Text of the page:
By Gustavo Arellano
By R. Scott Moxley
By Alfonso Delgado
By Courtney Hamilton
By Joel Beers
By Peter Maguire
By Charles Lam
By Charles Lam
Talk about irony: the one subject unmentioned during the county's infamous Dec. 23 press conference releasing its tardy Draft Environmental Impact Report (DEIR) on El Toro was flying. Consultants and officials were eager to predict their mighty proposed airport would reduce traffic and clean the environment, but their remarks lacked any information on the critical question surrounding the former Marine Corps Air Station: Is El Toro an actual commercial airport?
The answer, buried in the depths of the DEIR and airport system master plan, is no.
Turns out—surprise of surprises—the county has to rip out and rebuild all four of El Toro's runways, pretty much giving the lie to the county's suggestion that the Marine Corps base needs only bad food to be called an international airport. Of course, it wasn't a surprise to us—the Weekly first reported on El Toro's useless runways on June 25, 1997.
During Phase 1 of construction, "the existing 10,000-foot Runway 16R/34L [facing north-south] will be reconstructed." Phase 2 will see that runway extended a half-mile, as well as the construction of "a new Runway 16L/34R." Runway 7R/25L (facing east-west) will also have to be "reconstructed." Nothing will happen in Phase 3, but Phase 4 "calls for the construction of a new Runway 7L/25R."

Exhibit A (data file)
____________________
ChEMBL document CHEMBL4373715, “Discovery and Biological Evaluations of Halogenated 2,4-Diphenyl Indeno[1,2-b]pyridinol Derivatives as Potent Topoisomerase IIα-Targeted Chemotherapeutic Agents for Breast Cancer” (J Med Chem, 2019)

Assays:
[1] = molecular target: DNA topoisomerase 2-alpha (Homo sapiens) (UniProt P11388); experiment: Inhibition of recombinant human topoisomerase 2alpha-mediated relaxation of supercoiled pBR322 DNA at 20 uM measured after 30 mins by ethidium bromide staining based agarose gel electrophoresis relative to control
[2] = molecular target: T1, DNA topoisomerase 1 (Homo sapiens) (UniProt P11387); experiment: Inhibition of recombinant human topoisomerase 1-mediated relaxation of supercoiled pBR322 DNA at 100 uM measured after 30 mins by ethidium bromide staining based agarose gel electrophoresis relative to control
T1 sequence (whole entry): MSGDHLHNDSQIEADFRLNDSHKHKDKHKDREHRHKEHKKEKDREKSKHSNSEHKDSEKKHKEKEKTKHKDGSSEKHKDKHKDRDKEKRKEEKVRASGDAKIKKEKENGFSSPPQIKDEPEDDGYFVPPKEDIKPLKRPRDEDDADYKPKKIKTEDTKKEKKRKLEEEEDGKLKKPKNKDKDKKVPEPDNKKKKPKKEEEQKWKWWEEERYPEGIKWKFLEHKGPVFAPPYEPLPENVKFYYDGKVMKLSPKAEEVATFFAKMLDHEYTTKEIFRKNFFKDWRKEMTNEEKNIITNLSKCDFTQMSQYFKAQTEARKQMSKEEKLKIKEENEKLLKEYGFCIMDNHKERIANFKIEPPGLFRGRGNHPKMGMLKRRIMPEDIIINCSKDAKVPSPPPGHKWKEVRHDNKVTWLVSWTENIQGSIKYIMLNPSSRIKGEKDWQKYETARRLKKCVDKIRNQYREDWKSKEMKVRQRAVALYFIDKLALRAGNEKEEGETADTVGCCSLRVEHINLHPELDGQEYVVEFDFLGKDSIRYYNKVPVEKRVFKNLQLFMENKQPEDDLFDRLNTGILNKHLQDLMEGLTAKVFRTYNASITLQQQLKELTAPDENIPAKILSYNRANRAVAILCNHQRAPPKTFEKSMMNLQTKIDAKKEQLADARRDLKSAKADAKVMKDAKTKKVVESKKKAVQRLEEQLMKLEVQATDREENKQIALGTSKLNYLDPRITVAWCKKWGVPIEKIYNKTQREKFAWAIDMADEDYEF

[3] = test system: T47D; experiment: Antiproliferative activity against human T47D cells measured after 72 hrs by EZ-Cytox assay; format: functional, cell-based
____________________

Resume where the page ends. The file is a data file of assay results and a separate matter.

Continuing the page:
That's a hell of a lot of work for an airfield once called a "turnkey airport." Can you say, "complete and total bullshit"?
The madness doesn't end there. County officials still insist on sending two-thirds of all departures east—uphill into rising terrain with tailwinds—even though their own master plan now admits with scientific precision that "some aircraft may not be able to depart on Runway 7 with a full load of passengers and cargo to all destinations." Runway 7's shortcomings have been well-known since the summer of 1998, when the Weekly reported that the county's own study (carried out by the aviation firm Jeppesen Sanderson) laid out the facts in mind-numbing detail. Despite all the new construction proposed for El Toro, the new plan does nothing to address Runway 7's shortcomings.
Oh, and the whole thing will cost at least $3 billion—50 percent more than they said it would cost just three years ago. This truly is a bankrupt county.